Notes on TV shows in 2016

The Good (in no particular order)

The Americans –This does belong at the top, the show got even quieter this season with devastating effect, earnestly following the implications of the main couple’s situation to its logical conclusion and fully embracing the family dynamic at the center of the show.

The Good Place — Well cast and if you can ignore the show’s construct of heaven and hell (fun sure, but still, much like shows that depict the devil, angels and in the case of Supernatural, God (a dude named Chuck, who also has a troublesome sister known as The Darkness), it embraces a particular biblical view of existence that is troubling), funny and sometimes even touches upon a philosophical depth.

OJ: Made in America — Thrilling documentary that manages to be about race in a way the TV movie depiction never quite reached, it’s worth watching all 10 hours.

Bojack Horseman — The weakest of the three seasons but still, consistently inventive and dark.

You’re the Worst – This show did something last season that is tough, embracing Gretchen’s clinical depression and fully exploring it without ever becoming maudlin.  This season wasn’t quite as good, but still managed to be watchable, dark and often quite funny.

High Maintenance – The show that best captures a psychological/emotional sense of being a New Yorker, it also casually embraces the complexity and edginess of that city in a way that few shows even attempt.

John Oliver – His Trump eviscerations were just what we (but apparently not the nation as a whole) needed, but more impressive was the way he would embrace complex political issues and explore them.  Sure, his comedy asides were sometimes painful, but they never detracted from what he was telling us.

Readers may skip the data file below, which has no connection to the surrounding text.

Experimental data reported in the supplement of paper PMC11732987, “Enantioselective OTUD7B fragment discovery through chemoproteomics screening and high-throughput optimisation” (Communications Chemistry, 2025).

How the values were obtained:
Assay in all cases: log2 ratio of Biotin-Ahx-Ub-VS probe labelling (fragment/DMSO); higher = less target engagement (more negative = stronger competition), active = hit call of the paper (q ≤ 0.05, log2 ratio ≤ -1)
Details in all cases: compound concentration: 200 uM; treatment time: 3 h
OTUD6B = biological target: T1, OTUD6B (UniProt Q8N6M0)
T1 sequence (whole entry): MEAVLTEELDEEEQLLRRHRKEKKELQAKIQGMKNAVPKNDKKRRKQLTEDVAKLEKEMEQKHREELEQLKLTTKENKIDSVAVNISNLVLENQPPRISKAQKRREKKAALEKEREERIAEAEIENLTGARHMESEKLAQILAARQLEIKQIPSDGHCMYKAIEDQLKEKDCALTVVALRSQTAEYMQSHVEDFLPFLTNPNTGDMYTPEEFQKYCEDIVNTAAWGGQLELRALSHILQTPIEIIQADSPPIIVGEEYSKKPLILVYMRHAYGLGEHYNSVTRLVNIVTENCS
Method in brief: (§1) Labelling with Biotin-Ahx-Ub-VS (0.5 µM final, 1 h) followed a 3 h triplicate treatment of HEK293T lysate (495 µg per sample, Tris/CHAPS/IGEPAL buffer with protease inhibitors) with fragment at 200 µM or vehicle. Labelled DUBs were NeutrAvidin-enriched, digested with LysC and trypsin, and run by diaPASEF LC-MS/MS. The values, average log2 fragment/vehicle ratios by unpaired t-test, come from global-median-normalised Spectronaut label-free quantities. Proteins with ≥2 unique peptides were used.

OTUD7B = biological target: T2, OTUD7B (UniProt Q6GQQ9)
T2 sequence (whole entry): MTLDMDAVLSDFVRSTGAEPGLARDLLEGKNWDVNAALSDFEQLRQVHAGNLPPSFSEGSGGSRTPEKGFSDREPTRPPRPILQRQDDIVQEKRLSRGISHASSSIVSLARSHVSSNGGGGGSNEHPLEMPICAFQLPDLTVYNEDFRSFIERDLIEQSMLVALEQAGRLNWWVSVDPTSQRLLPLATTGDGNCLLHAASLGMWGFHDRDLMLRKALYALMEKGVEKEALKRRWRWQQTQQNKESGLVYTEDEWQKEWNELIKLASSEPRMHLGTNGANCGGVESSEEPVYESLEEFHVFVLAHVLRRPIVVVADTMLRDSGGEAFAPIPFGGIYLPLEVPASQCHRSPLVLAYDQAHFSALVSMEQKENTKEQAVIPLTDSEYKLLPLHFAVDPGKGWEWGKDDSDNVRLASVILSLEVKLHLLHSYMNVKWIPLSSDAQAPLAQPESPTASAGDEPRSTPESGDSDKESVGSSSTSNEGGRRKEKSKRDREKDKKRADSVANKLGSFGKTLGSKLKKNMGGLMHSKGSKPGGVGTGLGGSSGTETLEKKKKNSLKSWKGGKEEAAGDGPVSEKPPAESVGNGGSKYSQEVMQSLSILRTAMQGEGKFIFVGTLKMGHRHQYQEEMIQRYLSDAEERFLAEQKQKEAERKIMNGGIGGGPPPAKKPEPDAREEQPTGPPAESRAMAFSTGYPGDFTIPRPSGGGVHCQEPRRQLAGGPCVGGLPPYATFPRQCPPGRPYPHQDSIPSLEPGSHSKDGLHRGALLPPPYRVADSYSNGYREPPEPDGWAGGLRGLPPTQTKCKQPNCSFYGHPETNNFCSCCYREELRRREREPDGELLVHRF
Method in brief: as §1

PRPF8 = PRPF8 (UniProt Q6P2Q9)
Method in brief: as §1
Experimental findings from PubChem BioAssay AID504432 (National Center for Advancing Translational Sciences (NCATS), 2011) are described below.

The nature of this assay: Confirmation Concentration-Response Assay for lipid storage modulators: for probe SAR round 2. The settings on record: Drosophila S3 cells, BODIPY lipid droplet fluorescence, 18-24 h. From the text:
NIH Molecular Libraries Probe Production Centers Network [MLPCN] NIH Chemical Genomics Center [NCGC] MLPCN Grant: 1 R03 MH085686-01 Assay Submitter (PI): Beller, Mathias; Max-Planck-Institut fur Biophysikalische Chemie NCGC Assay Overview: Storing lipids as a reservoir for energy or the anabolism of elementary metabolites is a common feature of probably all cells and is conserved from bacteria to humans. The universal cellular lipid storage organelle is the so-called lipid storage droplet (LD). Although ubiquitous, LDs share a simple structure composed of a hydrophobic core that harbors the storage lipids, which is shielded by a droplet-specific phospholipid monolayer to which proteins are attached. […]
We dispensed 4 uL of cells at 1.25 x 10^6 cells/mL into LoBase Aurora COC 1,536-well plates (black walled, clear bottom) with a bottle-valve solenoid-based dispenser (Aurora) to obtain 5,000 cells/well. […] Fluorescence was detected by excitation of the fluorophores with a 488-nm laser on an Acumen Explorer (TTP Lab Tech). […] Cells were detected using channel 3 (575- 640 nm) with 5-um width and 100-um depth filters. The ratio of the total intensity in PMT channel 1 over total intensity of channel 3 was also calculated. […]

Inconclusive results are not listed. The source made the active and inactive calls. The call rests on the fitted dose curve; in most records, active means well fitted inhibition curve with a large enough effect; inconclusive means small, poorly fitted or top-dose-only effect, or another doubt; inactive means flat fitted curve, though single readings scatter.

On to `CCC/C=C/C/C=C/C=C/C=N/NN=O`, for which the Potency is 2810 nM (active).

Better Things — Female oriented in a way that could be programmatic (all those women with boy names) but somehow wasn’t, it was instead mostly moving and sometimes thrilling.

Game of Thrones — Sure, Jon Snow came back from the dead, an ambivalent and fully expected turn for many of us, and we really bogged down in Arya’s journey but watching her feed Walder Frey his sons in a pie then slit his throat made it all worth it.  Oh and that ending.  Too bad the High Sparrow never saw earlier seasons of the show and realized it’s best not to fuck with Cersei.

The not good exactly but entertaining

Braindead — The ant in the brain metaphor never was as compelling as it was meant to be, but Mary Elizabeth Winstead is a revelation here, a TV star in the making, that rare woman character on TV who feels like an adult, has a complicated sexual past (without that past being fetishized), and is attractive without seeming like a supermodel dressed down.

Arrow — This show has always been pretty hit and miss, but it seems to be taking a cue from entertainments like the recent Batman vs Superman movie and is dedicated to realistically exploring the impact of Oliver Queen’s past, including fully embracing him as a killer (seriously, the dude has offed like a couple hundred people) and the result has been Arrow’s most involving and least half-assed season.

Lucifer — The devil is all over TV these days; here he’s a smarmy piano playing (his specialty is piano versions of grunge songs) English dude who likes threesomes (would be nice to see the show embrace a boy/boy/girl threesome but no…), is in therapy, has mommy and daddy issues, and some sort of obsession/flirtation with an uptight dullish female detective, all of which makes it sound less entertaining than it is.